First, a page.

Volunteer Motivation, Organizational Commitment, and Engagement: Knights of Columbus Explanatory Case Study

Volunteer Motivation, Organizational Commitment, and Engagement: Knights of Columbus Explanatory Case Study

Author: 
Vincent John Fernandes
Program of study: 
D.M.
Abstract: 
The purpose of this qualitative explanatory single case study was to understand why Knights of Columbus (KofC) volunteers in Ontario, Canada demonstrate motivation, organizational commitment, and engagement. The scope of the study was guided by two main research questions: “Why do KofC members volunteer?” and “How do KofC members combine elements of motivation, organizational commitment, and engagement in their volunteer activity?” The triangulation of participant interviews, observations from KofC general meetings, and online archived documents supported the study’s qualitative methodology that required rich, descriptive data. For feasibility, the population of this study was comprised of KofC volunteers within three councils in Ontario, Canada and 17 KofC members were selected purposively based on age and experience criteria for face-to-face interviews. Transcribed interview data, observational field notes and archival documents were analyzed and coded using NVivo 11 to uncover three emerging themes: living one’s faith, loyalty, and flexibility. The findings indicated that KofC members have alignment between personal and organizational values, intend to follow Biblical scripture to live their faith in the public square, and feel obligated to help others in need. Fraternity and unity were welcomed benefits that KofC members enjoyed while volunteering. KofC provides volunteers with role and task variety, which allows volunteers to choose the activities that suit their interest, skill set, and time commitment. By gaining insights from these themes, organizational leaders can improve their communication to potential and existing volunteers, foster stronger relationships among volunteers, and develop programs that engage volunteers through catered recruitment and retention strategies.
Dedication: 
I dedicate this dissertation to my beloved mom and dad who have always encouraged me to pursue my dreams and taught me the importance of work ethic, persistence, resourcefulness, and pushing past boundaries. Throughout my life, my parents have nurtured me with their unconditional love and showed concern for my well-being. I am grateful that they genuinely experience pride and joy based on my success and happiness. As much as I have sacrificed to complete this doctoral journey, they have sacrificed, too. Therefore, this dissertation is as much theirs as it is mine. I cannot imagine completing this challenging chapter in my life without the unwavering support of my parents. They had faith in my ability to finish the doctoral journey I started 5½ years ago. I also dedicate this dissertation to the Knights of Columbus and my Brother Knights. This dissertation would not have been possible without their approval and participation in the study. I am so glad that I belong to an organization that shares my values of charity, unity, fraternity, and patriotism. As I continue to learn about the significant volunteer hours and donations that so many Knights have contributed to the organization and society, I pray that I too am able to make a significant impact in my community with the Knights of Columbus. As I have assumed the role of Grand Knight at my council, I know that my journey as a Knight has only begun. I intend to follow in the footsteps of my late dad, who served honorably as a 4th degree Knight. I will use the Scholar-Practitioner-Leader model and my study’s findings to stay motivated, committed, and engaged in the Knights of Columbus while promoting the organization to others. In loving memory of my dad, Albert Fernandes.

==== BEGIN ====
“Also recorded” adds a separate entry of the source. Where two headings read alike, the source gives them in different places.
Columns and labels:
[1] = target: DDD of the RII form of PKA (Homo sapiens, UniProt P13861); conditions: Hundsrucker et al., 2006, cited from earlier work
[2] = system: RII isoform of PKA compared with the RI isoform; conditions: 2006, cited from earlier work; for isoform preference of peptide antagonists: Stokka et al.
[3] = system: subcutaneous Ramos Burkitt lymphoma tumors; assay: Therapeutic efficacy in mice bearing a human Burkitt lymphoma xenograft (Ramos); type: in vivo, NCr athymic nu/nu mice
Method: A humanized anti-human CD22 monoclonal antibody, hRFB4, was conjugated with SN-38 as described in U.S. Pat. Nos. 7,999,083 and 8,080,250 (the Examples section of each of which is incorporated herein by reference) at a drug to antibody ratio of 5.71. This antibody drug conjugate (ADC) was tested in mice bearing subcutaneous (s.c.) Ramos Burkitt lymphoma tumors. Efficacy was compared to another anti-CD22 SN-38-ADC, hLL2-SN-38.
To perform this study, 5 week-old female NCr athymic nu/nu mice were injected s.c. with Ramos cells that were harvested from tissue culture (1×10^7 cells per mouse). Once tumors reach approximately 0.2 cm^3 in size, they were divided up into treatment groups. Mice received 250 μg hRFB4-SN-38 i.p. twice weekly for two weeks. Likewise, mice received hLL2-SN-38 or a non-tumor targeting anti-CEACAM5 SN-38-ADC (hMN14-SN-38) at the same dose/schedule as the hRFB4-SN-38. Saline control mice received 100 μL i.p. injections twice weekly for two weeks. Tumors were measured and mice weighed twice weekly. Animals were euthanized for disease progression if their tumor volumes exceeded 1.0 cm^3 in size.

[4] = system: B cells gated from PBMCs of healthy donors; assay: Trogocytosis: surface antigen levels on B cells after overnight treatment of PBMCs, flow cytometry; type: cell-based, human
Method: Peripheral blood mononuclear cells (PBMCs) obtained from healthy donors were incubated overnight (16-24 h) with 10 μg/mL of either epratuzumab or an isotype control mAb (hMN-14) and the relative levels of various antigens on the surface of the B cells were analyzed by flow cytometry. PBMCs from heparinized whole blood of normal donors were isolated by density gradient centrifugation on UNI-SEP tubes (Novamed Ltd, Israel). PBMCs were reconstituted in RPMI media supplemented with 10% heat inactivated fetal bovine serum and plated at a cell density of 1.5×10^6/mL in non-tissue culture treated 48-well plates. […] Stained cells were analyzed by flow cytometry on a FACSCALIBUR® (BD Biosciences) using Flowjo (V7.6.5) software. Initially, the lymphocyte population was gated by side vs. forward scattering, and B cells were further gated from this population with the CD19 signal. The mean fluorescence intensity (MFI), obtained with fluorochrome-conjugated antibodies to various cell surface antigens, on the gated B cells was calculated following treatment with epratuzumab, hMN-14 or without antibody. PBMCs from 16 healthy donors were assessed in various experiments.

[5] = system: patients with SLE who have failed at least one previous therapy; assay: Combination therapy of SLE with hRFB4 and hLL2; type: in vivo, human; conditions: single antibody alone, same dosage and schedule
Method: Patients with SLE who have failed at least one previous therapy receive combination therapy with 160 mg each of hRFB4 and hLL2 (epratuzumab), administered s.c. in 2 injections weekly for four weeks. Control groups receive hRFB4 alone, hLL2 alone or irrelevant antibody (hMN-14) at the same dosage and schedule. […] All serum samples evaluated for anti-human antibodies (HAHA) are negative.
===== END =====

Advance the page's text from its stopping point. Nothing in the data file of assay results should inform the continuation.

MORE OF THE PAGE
Acknowledgements: 
Although I consider myself a lifelong learner, I have truly felt like it has taken me an eternity to finish my doctoral journey. Before I took my first step on the challenging path that would take me over 5½ years to travel, my ego planted the idea in my head that I needed to reach the highest level of education I could possibly attain. Whether it was my desire for the title of “Doctor Fernandes”, the need to overcome my sense of inadequacy among peers, or my pursuit to breathe rarified air, I succumbed to my pride, leaned into my cavalier whim, and took control of my destiny. With my newfound goal in mind, I chose not to dwell on the karmic withdrawal that I used for educational advancement instead of focusing on other life goals and pursuits. Upon reflection, completing the Doctor of Management program has been similar to my other feats of completing a marathon and climbing Mount Kilimanjaro. On all accounts, my unbridled optimism at the beginning of each journey turned into bewilderment when I realized the monumental task which I had willingly agreed to tackle. At every crossroad, I chose to persevere, sacrifice, and “give it my all.” Thankfully, the doctoral program did not break me. However, the intellectual, physical, social, and emotional fatigue stretched me considerably. Intellectually, I knew I was capable of adding value to the world of academia by filling a gap in existing literature that would be applicable to practice and leadership. Unfortunately, I did not anticipate the extreme physical strain I would put on myself by adding 65 pounds to my frame. Unhealthily, I chose to binge eat my way through the mismanaged stress of balancing an inordinate amount of time on schoolwork with a demanding career, family life, relegated social presence, and an altruistic need to give back to the community through volunteerism. There were countless sleepless nights I spent finishing assignments minutes before the 2 a.m. or 3 a.m. Eastern Standard Time deadlines, and subsequently going into the office that morning like a walking zombie. Only God knows how much shorter my life span is because of the ill-advised physical demands I put on my body. My shrunken social circle, failed relationships, and inability to devote quality time to family, friends, or my future wife were known sacrifices that I did not take lightly. At the outset of my doctoral program, I truly believed that earning my doctorate would come at the expense of finding my true love. Emotionally, I took an 8-month hiatus from school after losing my dad to his battle with cancer, as I was unsure if I could ever recover from such a debilitating loss. The everyday struggles associated with this doctoral program were challenging to overcome. However, my resolve to complete this trying journey was emboldened by taking to heart Philippians 4:13, “I can do all things through Him who strengthens me.” I was also supported heavily by my parents’ unconditional love and the sacrifices they continually made throughout their lives to secure my continued happiness. On a “need-to-know basis”, I entrusted only a handful of friends and family with knowledge of my educational endeavor. I appreciated their support and encouragement. I am very thankful that I was able to surround myself with great intellectual minds who agreed to join my committee consisting of Dr. Lynne Devnew, Dr. Laura Brewer, and Dr. Shawn Boone. I could not have crossed the finish line without the expertise, direction, and support that I received from my Dissertation Chair, Dr. Lynne Devnew. A special thank you goes to Dr. Laura Brewer who also supported me every step of the way. Lastly, thank you to Dr. Shawn Boone for joining my committee later in the process, to my peers and professors who expanded my knowledgebase online and at residency, and to the ever-supportive Phoenix Connect group. As a proud University of Phoenix alumnus, I have risen from the ashes of a doctoral program that was necessary for my personal development. I know this Doctor of Management degree will pay dividends in the future. It is my goal to leverage the Scholar-Practitioner-Leader model to make use of this doctorate for the greater glory of God.